The 1910/1911 Berks and Bucks Senior Cup Final was between Windsor & Eton and Chesham United. It took two games to separate the two sides, with Windsor finally emerging victors after the replay in Slough.
Windsor & Eton – succeeded in the modern era by Windsor FC after the original club went in to liquidation after 109 years in January 2011, have nine wins in the County FA’s senior competition in their history, while Chesham are third in the all time list with 16 – the most recent in 2018.
The first game: Windsor & Eton 0 Chesham Town 0
Supporters went to quite some effort to get to Wycombe for the Cup Final. It shows the remarkable interest there was in the County Cup competition at the time, especially in an era where travel was so difficult.
It is estimated that about 1,500 enthusiastic football followers from Windsor, Eton, Clewer, Datchet, Old Windsor, Cranborne, and various villages in the distrcit will apply at the G.W.R. booking offices on Monday for a “return to Wycombe” and are hoping that they will return thoroughly satisfied with their afternoon’s outing and that they will be helping to guard the Berks and Bucks Senior Cup, a trophy that Windsor football teams have striven to obtain for the last twenty years without success.
The same excitement was seen in Chesham where:
The general feeling at the watercress and boot town in one of consideerable confidence… The “Amber and Blacks” will be well supporterd, as practically every vehicle in the town has been chartered to do th eight miles acrtoss country, and motor car proprietors intend making three or more journeys, in addition to which a train will run via Aylesbury.
The crowd at Wycombe Wanderers ground was over 7,000. At the time this was a record for Loakes Park. Local reports say that 1,108 Windsor fans were booked on the special trains to Wycombe on the day, but that as the day was so fine many decided to cycle to the game instead.
Windsor were slight underdogs for the game, and the local press were very pleased with the final being a 0-0 draw.
Bravo Windsor and Eton! You made a fine attempt to win the Blue Riband of the Counties and have the satisfaction of knowing that you have accomplished the best performance of any local team for the past twenty legs.
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Replay at Slough: Windsor & Eton 2 Chesham Town 1
A crowd of over 2,000 watched the replay at the Dolphin Stadium in Slough. The Windsor fans had come prepared for these big Berks and Bucks Cup matches:
Pretty much everyone wore the “red and green” ribbon and we think during these many cup-fights of the Royalists a ver large quantity of colour must have been disposed of, in fact one retailer assured us that his output of ribbons had been something like 600 yards during the series of contests.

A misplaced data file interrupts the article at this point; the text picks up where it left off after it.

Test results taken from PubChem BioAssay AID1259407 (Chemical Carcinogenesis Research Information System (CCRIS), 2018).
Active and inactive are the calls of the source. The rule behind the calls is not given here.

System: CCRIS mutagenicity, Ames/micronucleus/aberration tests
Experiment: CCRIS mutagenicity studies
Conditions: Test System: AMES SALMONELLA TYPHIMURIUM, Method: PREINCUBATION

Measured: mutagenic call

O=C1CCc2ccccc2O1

A win for Windsor over the Southern League Chesham Town was a bit of a surprise and those following Windsor certainly made the most of it.
Needless to say everyone of Windsor’s myriad of supporters beamed with pleasure when the teams left the playing arena and the victors were shouldered to the Pavilion amid a perfect pandemonium, in which clappers, bulls, horns and toy trumpets all helped to swell the din.
There’s a brilliant passage regarding the team’s return to Windsor that shows the thrill in which the team was welcomed.
The news of the victory reached Windsor shortly after the game was over, and people immediately began to congregate near the Queen’s Statue and resolve themselves into something approaching an election crowd. The “Red and Green” was very prominent, two or three enthusiasts bringing out their straw hats which were painted with the Club’s colours.
A torchlit precession was held through the streets of Windsor, even the police had to be called to keep the peace.
The number of people increased and by 7 o’clock the vicinity of The White Hard Hotel became muich congested. Inspector Hammond adrrived on the scene with several police officers, but they had very little to do to keep the people in good order, for they were all on one side – and that the winning side. There were one or two youthful supporters of the Club who were anxious to make themselves heard, and one individual caused a little amusement by marching up and down the roadway playing upon a tin whistle. But on the whole everyone was orderly.
It’s interesting to learn just how important the County Cup was to teams at the start of the century. Especially for clubs like Windsor & Eton having a chance to take on Southern League sides like Chesham. It’s also great to see the red and green of Windsor stretches back over one hundred years, though I don’t think they had those colours
Source: Multiple editions of the Windsor, Eton & Slough Express, April 1911 from the excellent British Newspaper Archive.
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